J.ophthalmol.(Ukraine).2021;5:35-40.

http://doi.org/10.31288/oftalmolzh202153540

Received: 20 May 2021; Published on-line: 23 October 2021


Visual disturbances before and after transnasal endoscopic surgery  for craniopharyngiomas

K. S. Iegorova, A. A. Chukov; M. O. Guk, O. Ie. Skobska, L. V. Zadoianyi, M. R. Kostiuk

The State Institution"Romodanov Neurosurgery Institute, National Academy of Medical Sciences of Ukraine"; Kyiv (Ukraine)

TO CITE THIS ARTICLE: Iegorova KS, Chukov AA, Guk MO, Skobska OIe, Zadoianyi LV, Kostiuk MR. Visual disturbances before and after transnasal endoscopic surgery for craniopharyngiomas. J.ophthalmol.(Ukraine).2021;5:35-40.  http://doi.org/10.31288/oftalmolzh202153540

 

Background: Craniopharyngiomas (CP) are benign epithelial tumors of the chiasmal and sellar region and/or the third ventricle region which arise from embryonic remnants of Rathke’s pouch. They are in close proximity to the surrounding nervous, endocrine and vascular structures of the brain such as the chiasm, optic nerves and tracts, hypothalamus, pituitary stalk, major vessels and their branches, including perforating branches of the anterior cerebral, posterior communicating, and posterior cerebral arteries. Tumor relation to the optic tracts is an important aspect of surgery for CP. The blood supply to the optic nerve/chiasm complex is usually not affected, which allows maintaining it perioperatively; however, sometimes in radical surgery for CP there is elimination of some perforating arteries from the blood supply and devascularization of the chiasm, causing ischemic abnormalities in the chiasm.

Purpose: To determine the features of visual disturbances before and after surgery for craniopharyngioma.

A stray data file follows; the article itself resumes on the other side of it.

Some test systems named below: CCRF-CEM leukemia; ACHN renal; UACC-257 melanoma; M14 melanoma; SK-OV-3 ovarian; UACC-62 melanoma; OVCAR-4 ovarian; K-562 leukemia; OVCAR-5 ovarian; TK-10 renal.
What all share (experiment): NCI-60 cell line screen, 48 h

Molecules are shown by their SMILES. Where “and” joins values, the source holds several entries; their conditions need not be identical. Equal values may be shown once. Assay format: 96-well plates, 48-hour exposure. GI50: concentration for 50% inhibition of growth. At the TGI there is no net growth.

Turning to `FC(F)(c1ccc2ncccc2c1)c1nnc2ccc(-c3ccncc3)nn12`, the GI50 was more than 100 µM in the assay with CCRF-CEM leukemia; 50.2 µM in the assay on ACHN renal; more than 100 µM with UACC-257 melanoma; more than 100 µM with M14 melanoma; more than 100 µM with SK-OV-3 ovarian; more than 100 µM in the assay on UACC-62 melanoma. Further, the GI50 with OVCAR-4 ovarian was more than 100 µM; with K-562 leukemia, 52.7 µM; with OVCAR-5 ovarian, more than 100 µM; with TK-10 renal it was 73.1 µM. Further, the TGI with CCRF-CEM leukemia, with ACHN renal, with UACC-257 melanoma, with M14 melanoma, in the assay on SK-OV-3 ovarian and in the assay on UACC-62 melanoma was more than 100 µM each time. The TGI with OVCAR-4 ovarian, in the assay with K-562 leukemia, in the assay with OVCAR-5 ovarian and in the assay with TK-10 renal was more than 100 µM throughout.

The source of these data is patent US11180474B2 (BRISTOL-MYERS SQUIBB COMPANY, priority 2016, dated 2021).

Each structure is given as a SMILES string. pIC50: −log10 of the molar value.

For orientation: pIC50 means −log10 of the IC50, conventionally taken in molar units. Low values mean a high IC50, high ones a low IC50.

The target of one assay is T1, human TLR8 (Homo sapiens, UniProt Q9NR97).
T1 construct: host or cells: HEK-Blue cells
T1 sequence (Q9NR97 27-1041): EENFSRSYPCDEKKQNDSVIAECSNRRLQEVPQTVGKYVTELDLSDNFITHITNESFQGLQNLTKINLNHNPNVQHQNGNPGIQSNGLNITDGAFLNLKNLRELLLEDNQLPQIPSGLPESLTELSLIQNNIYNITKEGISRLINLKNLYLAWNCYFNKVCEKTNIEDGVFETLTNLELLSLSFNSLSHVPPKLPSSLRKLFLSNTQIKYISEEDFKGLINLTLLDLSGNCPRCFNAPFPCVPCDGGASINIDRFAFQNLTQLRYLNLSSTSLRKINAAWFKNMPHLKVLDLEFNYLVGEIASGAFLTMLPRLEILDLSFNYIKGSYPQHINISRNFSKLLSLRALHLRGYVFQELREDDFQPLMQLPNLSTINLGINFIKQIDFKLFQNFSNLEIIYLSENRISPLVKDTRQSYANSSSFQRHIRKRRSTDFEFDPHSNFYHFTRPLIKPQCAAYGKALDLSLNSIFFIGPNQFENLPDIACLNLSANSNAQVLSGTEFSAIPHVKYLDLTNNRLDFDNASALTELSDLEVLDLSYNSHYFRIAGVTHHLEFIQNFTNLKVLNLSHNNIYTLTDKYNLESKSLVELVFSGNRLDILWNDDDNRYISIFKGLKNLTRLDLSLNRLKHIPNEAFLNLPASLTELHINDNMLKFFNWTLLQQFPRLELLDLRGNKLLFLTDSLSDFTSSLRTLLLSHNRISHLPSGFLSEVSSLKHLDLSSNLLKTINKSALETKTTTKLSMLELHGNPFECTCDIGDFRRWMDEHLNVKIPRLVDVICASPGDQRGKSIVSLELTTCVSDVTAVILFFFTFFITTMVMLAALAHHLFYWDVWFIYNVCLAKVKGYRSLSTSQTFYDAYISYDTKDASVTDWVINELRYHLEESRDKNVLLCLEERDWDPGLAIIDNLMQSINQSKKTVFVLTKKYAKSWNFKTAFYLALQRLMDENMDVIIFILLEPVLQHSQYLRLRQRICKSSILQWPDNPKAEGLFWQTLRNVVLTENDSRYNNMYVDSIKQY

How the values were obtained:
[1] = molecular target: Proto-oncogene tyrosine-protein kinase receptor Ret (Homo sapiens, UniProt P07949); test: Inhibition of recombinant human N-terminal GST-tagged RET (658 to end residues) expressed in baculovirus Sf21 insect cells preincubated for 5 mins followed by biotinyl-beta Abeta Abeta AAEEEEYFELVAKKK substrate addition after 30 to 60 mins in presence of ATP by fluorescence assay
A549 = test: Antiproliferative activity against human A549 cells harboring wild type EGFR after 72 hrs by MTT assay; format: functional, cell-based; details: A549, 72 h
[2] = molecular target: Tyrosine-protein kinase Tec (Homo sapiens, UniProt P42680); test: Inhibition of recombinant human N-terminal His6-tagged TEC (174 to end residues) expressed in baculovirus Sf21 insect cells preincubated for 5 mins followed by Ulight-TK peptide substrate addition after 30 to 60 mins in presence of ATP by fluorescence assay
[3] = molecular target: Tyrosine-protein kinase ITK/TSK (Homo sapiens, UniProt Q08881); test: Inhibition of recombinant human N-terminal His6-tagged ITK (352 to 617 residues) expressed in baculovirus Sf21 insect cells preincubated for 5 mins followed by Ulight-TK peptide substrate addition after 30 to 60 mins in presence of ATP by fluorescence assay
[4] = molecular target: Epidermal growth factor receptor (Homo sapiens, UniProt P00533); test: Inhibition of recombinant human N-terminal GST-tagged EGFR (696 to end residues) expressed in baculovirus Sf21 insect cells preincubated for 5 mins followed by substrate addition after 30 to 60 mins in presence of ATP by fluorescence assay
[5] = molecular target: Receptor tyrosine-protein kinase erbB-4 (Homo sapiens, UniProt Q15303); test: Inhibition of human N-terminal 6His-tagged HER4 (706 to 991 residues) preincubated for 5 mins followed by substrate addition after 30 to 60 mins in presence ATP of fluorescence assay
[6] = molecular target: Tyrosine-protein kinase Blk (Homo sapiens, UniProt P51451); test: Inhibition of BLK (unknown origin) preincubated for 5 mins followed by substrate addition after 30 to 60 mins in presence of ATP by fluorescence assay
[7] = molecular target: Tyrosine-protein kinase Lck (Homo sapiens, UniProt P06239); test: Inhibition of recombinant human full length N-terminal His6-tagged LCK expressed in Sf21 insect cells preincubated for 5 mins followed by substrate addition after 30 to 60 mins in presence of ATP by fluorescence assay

Material and Methods: We examined the medical records of a cohort of 61 patients who underwent treatment including transnasal endoscopic surgery for suprasellar craniopharyngioma at the Transsphenoidal Neurosurgery Department, Romodanov Neurosurgery Institute, during the period from 2017 through 2020. The main group included 48 patients (96 eyes). Of these, 46 patients had presented with visual disturbances (reduced visual acuity and/or visual field defects), and 2 patients exhibited them after, but not before surgery. Patients underwent clinical and neurological, eye, and otoneurological examination.

Results: Visual disturbances in the presence of suprasellar craniopharyngiomas were found in 46 patients (75%), and their amount and severity substantially varied, which was associated with mechanical compression of the chiasm, growth of the tumor into the optic nerve and chiasm, as well as impaired chiasmal blood supply. The pupillomacular bundle and optic tracts are involved in exerting an effect on the posterior chiasm in suprasellar CP, which was reflected by the predominance of the symmetric chiasmal syndrome (39.1%) with bilateral optic atrophy, and accompanied by reduced visual acuity (78.3%), visual field defects (96.7%), bitemporal heteronymous hemianopia with central scotoma (27.2%), bitemporal paracentral scotoma (22.8%) and homonymous hemianopia (6.5%). The surgical treatment resulted in improvement or restoration of visual functions in 58.3% of patients. Postoperative worsening of visual functions was observed not only in patients who did exhibit visual disturbances preoperative (16.6%) but also in those who did not (4.2%), which was due to devascularization of the chiasm in radical surgery for CP.

Conclusion: Transnasal endoscopic surgery for CP enables direct visualization and surgical control of the vessels supplying the chiasm. In addition, this approach allows performing a rather radical surgery with as low as 20.8% postoperative frequency of visual loss or appearance of visual disturbances.

Keywords: skull-base tumors, craniopharyngioma, chiasmal syndrome, compressive optic neuropathy, chiasmal blood supply, devascularization of the chiasm, transnasal endoscopic surgery

 

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Conflict of Interest: 

The authors declare that there is no real or potential conflict of interest (financial, personal, professional or other interests) that could influence their opinion on the subject matter or materials described and discussed in this manuscript.    

Disclaimer: 

The views expressed in this article are those of the authors and not of the institution.